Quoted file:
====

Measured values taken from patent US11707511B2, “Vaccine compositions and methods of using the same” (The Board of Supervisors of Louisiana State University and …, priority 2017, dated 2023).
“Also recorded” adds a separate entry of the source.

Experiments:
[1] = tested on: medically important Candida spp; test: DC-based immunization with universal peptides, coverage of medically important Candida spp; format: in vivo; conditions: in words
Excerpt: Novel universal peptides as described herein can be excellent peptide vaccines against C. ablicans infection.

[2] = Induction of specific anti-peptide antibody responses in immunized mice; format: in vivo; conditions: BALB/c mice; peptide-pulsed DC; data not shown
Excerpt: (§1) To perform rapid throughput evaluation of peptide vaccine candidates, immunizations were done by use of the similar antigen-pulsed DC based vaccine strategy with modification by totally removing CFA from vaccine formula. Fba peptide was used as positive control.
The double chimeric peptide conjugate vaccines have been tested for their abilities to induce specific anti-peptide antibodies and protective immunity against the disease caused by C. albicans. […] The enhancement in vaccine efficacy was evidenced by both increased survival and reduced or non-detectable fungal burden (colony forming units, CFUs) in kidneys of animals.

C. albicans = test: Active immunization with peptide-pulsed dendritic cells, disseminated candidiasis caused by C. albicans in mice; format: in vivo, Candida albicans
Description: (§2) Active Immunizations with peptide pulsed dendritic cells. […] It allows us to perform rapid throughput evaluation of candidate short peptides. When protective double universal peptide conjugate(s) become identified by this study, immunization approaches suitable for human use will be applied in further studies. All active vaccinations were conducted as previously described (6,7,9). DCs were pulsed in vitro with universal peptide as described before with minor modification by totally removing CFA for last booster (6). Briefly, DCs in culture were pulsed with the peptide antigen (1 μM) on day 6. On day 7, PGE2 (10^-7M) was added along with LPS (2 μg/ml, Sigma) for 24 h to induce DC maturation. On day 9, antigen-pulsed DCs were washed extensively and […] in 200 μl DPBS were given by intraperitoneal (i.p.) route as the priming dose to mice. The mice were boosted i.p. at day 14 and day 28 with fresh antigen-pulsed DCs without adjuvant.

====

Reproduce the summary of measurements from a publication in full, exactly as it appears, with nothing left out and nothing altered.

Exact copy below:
Measured values taken from patent US11707511B2, “Vaccine compositions and methods of using the same” (The Board of Supervisors of Louisiana State University and …, priority 2017, dated 2023).
“Also recorded” adds a separate entry of the source.

Experiments:
[1] = tested on: medically important Candida spp; test: DC-based immunization with universal peptides, coverage of medically important Candida spp; format: in vivo; conditions: in words
Excerpt: Novel universal peptides as described herein can be excellent peptide vaccines against C. ablicans infection.

[2] = Induction of specific anti-peptide antibody responses in immunized mice; format: in vivo; conditions: BALB/c mice; peptide-pulsed DC; data not shown
Excerpt: (§1) To perform rapid throughput evaluation of peptide vaccine candidates, immunizations were done by use of the similar antigen-pulsed DC based vaccine strategy with modification by totally removing CFA from vaccine formula. Fba peptide was used as positive control.
The double chimeric peptide conjugate vaccines have been tested for their abilities to induce specific anti-peptide antibodies and protective immunity against the disease caused by C. albicans. […] The enhancement in vaccine efficacy was evidenced by both increased survival and reduced or non-detectable fungal burden (colony forming units, CFUs) in kidneys of animals.

C. albicans = test: Active immunization with peptide-pulsed dendritic cells, disseminated candidiasis caused by C. albicans in mice; format: in vivo, Candida albicans
Description: (§2) Active Immunizations with peptide pulsed dendritic cells. […] It allows us to perform rapid throughput evaluation of candidate short peptides. When protective double universal peptide conjugate(s) become identified by this study, immunization approaches suitable for human use will be applied in further studies. All active vaccinations were conducted as previously described (6,7,9). DCs were pulsed in vitro with universal peptide as described before with minor modification by totally removing CFA for last booster (6). Briefly, DCs in culture were pulsed with the peptide antigen (1 μM) on day 6. On day 7, PGE2 (10^-7M) was added along with LPS (2 μg/ml, Sigma) for 24 h to induce DC maturation. On day 9, antigen-pulsed DCs were washed extensively and […] in 200 μl DPBS were given by intraperitoneal (i.p.) route as the priming dose to mice. The mice were boosted i.p. at day 14 and day 28 with fresh antigen-pulsed DCs without adjuvant.